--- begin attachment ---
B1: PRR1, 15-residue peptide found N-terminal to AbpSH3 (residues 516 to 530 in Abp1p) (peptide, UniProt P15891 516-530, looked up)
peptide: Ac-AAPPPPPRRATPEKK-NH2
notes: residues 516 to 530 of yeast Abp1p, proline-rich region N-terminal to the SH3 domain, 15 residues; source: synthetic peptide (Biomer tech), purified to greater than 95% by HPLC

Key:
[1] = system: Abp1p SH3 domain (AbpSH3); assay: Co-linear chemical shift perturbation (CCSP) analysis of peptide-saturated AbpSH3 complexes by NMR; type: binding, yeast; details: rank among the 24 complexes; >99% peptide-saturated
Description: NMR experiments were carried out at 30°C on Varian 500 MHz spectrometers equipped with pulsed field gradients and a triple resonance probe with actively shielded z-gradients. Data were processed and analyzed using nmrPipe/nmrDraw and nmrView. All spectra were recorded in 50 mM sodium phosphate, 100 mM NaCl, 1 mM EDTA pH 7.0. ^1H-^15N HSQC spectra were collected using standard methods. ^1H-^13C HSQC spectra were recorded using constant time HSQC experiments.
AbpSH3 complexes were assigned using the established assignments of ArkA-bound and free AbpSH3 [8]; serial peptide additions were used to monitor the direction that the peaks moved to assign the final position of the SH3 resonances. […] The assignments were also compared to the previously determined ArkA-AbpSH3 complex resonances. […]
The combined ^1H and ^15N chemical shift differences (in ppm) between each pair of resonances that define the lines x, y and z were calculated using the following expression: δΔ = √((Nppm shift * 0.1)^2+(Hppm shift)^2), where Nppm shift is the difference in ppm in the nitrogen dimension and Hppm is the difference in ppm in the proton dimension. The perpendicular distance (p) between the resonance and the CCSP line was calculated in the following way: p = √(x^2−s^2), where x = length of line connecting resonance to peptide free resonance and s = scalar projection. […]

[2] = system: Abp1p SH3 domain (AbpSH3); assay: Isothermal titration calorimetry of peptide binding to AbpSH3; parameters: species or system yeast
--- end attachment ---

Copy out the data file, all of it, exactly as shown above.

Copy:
B1: PRR1, 15-residue peptide found N-terminal to AbpSH3 (residues 516 to 530 in Abp1p) (peptide, UniProt P15891 516-530, looked up)
peptide: Ac-AAPPPPPRRATPEKK-NH2
notes: residues 516 to 530 of yeast Abp1p, proline-rich region N-terminal to the SH3 domain, 15 residues; source: synthetic peptide (Biomer tech), purified to greater than 95% by HPLC

Key:
[1] = system: Abp1p SH3 domain (AbpSH3); assay: Co-linear chemical shift perturbation (CCSP) analysis of peptide-saturated AbpSH3 complexes by NMR; type: binding, yeast; details: rank among the 24 complexes; >99% peptide-saturated
Description: NMR experiments were carried out at 30°C on Varian 500 MHz spectrometers equipped with pulsed field gradients and a triple resonance probe with actively shielded z-gradients. Data were processed and analyzed using nmrPipe/nmrDraw and nmrView. All spectra were recorded in 50 mM sodium phosphate, 100 mM NaCl, 1 mM EDTA pH 7.0. ^1H-^15N HSQC spectra were collected using standard methods. ^1H-^13C HSQC spectra were recorded using constant time HSQC experiments.
AbpSH3 complexes were assigned using the established assignments of ArkA-bound and free AbpSH3 [8]; serial peptide additions were used to monitor the direction that the peaks moved to assign the final position of the SH3 resonances. […] The assignments were also compared to the previously determined ArkA-AbpSH3 complex resonances. […]
The combined ^1H and ^15N chemical shift differences (in ppm) between each pair of resonances that define the lines x, y and z were calculated using the following expression: δΔ = √((Nppm shift * 0.1)^2+(Hppm shift)^2), where Nppm shift is the difference in ppm in the nitrogen dimension and Hppm is the difference in ppm in the proton dimension. The perpendicular distance (p) between the resonance and the CCSP line was calculated in the following way: p = √(x^2−s^2), where x = length of line connecting resonance to peptide free resonance and s = scalar projection. […]

[2] = system: Abp1p SH3 domain (AbpSH3); assay: Isothermal titration calorimetry of peptide binding to AbpSH3; parameters: species or system yeast